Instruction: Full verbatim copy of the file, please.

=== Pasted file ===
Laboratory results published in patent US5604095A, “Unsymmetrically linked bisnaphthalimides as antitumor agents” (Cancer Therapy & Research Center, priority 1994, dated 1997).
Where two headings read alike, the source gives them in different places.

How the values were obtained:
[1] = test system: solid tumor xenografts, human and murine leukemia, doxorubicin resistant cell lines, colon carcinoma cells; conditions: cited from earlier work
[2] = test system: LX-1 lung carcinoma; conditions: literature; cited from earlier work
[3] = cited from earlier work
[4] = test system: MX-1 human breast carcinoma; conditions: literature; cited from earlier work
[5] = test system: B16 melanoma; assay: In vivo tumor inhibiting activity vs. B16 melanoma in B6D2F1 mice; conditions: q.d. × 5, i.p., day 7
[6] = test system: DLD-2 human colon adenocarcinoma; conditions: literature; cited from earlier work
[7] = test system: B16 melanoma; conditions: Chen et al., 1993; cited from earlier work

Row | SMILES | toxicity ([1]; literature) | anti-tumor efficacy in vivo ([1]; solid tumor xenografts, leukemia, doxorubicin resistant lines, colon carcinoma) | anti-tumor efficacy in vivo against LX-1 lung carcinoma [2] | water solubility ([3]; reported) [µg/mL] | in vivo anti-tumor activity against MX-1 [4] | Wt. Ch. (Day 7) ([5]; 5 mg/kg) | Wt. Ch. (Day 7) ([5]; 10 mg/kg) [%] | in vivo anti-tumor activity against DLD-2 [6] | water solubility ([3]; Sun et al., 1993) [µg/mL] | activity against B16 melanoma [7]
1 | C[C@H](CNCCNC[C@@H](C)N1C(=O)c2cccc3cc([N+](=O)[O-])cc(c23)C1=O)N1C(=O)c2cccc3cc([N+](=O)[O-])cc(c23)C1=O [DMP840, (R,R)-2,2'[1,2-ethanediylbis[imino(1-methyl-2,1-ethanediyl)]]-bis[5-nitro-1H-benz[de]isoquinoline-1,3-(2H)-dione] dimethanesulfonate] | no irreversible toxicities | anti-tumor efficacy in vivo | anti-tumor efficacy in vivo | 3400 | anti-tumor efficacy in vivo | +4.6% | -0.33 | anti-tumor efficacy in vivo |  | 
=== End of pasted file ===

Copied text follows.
Laboratory results published in patent US5604095A, “Unsymmetrically linked bisnaphthalimides as antitumor agents” (Cancer Therapy & Research Center, priority 1994, dated 1997).
Where two headings read alike, the source gives them in different places.

How the values were obtained:
[1] = test system: solid tumor xenografts, human and murine leukemia, doxorubicin resistant cell lines, colon carcinoma cells; conditions: cited from earlier work
[2] = test system: LX-1 lung carcinoma; conditions: literature; cited from earlier work
[3] = cited from earlier work
[4] = test system: MX-1 human breast carcinoma; conditions: literature; cited from earlier work
[5] = test system: B16 melanoma; assay: In vivo tumor inhibiting activity vs. B16 melanoma in B6D2F1 mice; conditions: q.d. × 5, i.p., day 7
[6] = test system: DLD-2 human colon adenocarcinoma; conditions: literature; cited from earlier work
[7] = test system: B16 melanoma; conditions: Chen et al., 1993; cited from earlier work

Row | SMILES | toxicity ([1]; literature) | anti-tumor efficacy in vivo ([1]; solid tumor xenografts, leukemia, doxorubicin resistant lines, colon carcinoma) | anti-tumor efficacy in vivo against LX-1 lung carcinoma [2] | water solubility ([3]; reported) [µg/mL] | in vivo anti-tumor activity against MX-1 [4] | Wt. Ch. (Day 7) ([5]; 5 mg/kg) | Wt. Ch. (Day 7) ([5]; 10 mg/kg) [%] | in vivo anti-tumor activity against DLD-2 [6] | water solubility ([3]; Sun et al., 1993) [µg/mL] | activity against B16 melanoma [7]
1 | C[C@H](CNCCNC[C@@H](C)N1C(=O)c2cccc3cc([N+](=O)[O-])cc(c23)C1=O)N1C(=O)c2cccc3cc([N+](=O)[O-])cc(c23)C1=O [DMP840, (R,R)-2,2'[1,2-ethanediylbis[imino(1-methyl-2,1-ethanediyl)]]-bis[5-nitro-1H-benz[de]isoquinoline-1,3-(2H)-dione] dimethanesulfonate] | no irreversible toxicities | anti-tumor efficacy in vivo | anti-tumor efficacy in vivo | 3400 | anti-tumor efficacy in vivo | +4.6% | -0.33 | anti-tumor efficacy in vivo |  | 